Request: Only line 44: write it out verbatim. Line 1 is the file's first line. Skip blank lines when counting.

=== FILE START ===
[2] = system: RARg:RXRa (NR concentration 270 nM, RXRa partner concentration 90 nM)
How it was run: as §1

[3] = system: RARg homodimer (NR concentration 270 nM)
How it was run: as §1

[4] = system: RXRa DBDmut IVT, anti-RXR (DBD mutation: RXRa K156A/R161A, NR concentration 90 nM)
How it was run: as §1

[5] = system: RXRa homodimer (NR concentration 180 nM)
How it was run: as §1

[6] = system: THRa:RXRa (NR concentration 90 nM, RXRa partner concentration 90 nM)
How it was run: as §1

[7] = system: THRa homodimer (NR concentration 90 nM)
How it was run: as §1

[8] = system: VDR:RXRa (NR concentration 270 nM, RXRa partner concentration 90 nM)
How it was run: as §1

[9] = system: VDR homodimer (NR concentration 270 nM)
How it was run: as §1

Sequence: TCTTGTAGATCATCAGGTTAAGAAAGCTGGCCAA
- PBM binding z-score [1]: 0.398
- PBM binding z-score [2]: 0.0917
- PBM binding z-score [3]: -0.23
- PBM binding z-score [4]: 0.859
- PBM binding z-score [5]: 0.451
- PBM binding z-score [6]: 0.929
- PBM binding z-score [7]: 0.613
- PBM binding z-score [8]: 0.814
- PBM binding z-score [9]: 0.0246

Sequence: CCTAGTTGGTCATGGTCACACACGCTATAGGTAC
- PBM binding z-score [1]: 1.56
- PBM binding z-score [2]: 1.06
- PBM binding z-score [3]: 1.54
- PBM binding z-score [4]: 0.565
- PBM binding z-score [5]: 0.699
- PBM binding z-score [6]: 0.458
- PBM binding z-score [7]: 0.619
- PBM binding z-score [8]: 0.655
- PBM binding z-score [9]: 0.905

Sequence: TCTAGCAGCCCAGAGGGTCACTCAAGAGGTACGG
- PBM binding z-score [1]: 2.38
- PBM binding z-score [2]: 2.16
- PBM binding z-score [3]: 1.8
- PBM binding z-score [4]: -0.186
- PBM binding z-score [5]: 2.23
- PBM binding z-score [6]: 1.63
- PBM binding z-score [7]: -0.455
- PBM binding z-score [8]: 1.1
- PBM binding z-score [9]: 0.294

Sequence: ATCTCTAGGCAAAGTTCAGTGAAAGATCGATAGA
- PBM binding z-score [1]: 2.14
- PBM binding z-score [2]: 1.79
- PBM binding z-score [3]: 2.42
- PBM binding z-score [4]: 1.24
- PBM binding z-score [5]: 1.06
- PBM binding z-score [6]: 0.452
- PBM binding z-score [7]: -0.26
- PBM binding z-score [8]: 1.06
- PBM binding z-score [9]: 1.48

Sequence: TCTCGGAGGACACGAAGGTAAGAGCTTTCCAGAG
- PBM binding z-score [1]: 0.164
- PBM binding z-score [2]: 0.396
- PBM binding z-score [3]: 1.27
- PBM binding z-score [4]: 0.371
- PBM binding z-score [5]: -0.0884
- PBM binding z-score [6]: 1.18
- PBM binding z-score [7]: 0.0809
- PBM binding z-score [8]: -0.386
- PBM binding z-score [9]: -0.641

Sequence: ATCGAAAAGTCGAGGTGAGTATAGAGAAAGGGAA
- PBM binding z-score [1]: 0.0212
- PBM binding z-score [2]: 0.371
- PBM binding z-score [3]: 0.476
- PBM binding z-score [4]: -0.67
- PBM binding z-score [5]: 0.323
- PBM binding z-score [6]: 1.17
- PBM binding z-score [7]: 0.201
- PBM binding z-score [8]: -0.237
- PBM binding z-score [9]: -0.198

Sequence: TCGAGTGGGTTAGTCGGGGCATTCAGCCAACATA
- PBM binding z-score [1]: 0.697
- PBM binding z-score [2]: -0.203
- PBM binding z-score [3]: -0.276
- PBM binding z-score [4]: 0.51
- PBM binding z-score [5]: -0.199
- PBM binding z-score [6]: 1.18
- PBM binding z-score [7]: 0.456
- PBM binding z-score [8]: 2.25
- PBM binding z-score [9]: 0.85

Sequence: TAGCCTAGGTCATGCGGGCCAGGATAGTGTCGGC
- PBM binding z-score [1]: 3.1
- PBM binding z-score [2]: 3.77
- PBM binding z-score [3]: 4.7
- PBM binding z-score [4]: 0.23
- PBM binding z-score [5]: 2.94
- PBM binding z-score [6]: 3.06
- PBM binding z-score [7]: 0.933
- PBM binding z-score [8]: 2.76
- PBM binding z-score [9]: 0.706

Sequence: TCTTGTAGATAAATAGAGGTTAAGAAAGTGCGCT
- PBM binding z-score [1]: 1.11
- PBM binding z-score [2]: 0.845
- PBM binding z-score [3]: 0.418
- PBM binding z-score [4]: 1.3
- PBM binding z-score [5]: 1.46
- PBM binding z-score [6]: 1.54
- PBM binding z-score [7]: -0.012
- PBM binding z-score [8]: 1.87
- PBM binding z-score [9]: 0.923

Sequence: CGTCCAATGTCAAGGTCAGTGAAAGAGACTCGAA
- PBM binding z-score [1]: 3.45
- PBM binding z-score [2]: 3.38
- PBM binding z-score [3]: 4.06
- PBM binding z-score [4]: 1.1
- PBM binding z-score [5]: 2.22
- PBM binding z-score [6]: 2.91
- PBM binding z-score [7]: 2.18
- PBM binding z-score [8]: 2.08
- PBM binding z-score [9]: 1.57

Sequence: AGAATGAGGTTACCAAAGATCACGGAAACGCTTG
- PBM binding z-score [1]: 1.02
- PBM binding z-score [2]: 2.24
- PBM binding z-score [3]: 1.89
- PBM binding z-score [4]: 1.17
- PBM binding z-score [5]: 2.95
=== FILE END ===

- PBM binding z-score [7]: -0.455